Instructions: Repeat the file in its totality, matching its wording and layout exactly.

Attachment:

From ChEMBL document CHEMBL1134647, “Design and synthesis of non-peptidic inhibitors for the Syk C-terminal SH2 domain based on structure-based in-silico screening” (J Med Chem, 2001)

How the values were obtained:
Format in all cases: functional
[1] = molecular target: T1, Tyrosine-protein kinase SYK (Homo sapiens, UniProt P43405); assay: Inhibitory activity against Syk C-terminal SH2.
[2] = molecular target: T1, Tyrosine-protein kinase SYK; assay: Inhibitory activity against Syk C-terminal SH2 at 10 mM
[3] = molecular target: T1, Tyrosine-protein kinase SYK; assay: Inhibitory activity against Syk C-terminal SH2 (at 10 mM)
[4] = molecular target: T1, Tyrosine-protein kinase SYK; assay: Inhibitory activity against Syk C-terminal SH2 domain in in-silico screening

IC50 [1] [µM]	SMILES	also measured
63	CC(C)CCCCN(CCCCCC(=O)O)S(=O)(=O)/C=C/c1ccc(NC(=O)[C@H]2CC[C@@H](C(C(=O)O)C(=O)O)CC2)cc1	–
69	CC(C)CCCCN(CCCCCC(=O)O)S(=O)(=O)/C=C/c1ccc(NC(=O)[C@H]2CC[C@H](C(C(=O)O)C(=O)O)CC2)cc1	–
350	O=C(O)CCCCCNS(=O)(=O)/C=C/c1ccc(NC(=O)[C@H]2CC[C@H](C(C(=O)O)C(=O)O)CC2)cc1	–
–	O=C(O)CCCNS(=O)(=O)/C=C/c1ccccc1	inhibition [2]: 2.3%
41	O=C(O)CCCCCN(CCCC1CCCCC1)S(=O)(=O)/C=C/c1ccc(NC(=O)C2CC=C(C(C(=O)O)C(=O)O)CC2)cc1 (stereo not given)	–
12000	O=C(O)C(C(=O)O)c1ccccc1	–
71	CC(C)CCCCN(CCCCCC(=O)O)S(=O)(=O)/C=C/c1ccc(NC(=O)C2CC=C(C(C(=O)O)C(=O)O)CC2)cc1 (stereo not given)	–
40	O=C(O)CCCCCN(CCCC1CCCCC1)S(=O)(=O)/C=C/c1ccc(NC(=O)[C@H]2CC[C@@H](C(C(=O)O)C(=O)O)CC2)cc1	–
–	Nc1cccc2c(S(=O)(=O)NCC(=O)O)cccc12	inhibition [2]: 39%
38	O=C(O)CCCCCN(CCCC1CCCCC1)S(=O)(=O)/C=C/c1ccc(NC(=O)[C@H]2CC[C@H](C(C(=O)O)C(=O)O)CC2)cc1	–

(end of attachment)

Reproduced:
From ChEMBL document CHEMBL1134647, “Design and synthesis of non-peptidic inhibitors for the Syk C-terminal SH2 domain based on structure-based in-silico screening” (J Med Chem, 2001)

How the values were obtained:
Format in all cases: functional
[1] = molecular target: T1, Tyrosine-protein kinase SYK (Homo sapiens, UniProt P43405); assay: Inhibitory activity against Syk C-terminal SH2.
[2] = molecular target: T1, Tyrosine-protein kinase SYK; assay: Inhibitory activity against Syk C-terminal SH2 at 10 mM
[3] = molecular target: T1, Tyrosine-protein kinase SYK; assay: Inhibitory activity against Syk C-terminal SH2 (at 10 mM)
[4] = molecular target: T1, Tyrosine-protein kinase SYK; assay: Inhibitory activity against Syk C-terminal SH2 domain in in-silico screening

IC50 [1] [µM]	SMILES	also measured
63	CC(C)CCCCN(CCCCCC(=O)O)S(=O)(=O)/C=C/c1ccc(NC(=O)[C@H]2CC[C@@H](C(C(=O)O)C(=O)O)CC2)cc1	–
69	CC(C)CCCCN(CCCCCC(=O)O)S(=O)(=O)/C=C/c1ccc(NC(=O)[C@H]2CC[C@H](C(C(=O)O)C(=O)O)CC2)cc1	–
350	O=C(O)CCCCCNS(=O)(=O)/C=C/c1ccc(NC(=O)[C@H]2CC[C@H](C(C(=O)O)C(=O)O)CC2)cc1	–
–	O=C(O)CCCNS(=O)(=O)/C=C/c1ccccc1	inhibition [2]: 2.3%
41	O=C(O)CCCCCN(CCCC1CCCCC1)S(=O)(=O)/C=C/c1ccc(NC(=O)C2CC=C(C(C(=O)O)C(=O)O)CC2)cc1 (stereo not given)	–
12000	O=C(O)C(C(=O)O)c1ccccc1	–
71	CC(C)CCCCN(CCCCCC(=O)O)S(=O)(=O)/C=C/c1ccc(NC(=O)C2CC=C(C(C(=O)O)C(=O)O)CC2)cc1 (stereo not given)	–
40	O=C(O)CCCCCN(CCCC1CCCCC1)S(=O)(=O)/C=C/c1ccc(NC(=O)[C@H]2CC[C@@H](C(C(=O)O)C(=O)O)CC2)cc1	–
–	Nc1cccc2c(S(=O)(=O)NCC(=O)O)cccc12	inhibition [2]: 39%
38	O=C(O)CCCCCN(CCCC1CCCCC1)S(=O)(=O)/C=C/c1ccc(NC(=O)[C@H]2CC[C@H](C(C(=O)O)C(=O)O)CC2)cc1	–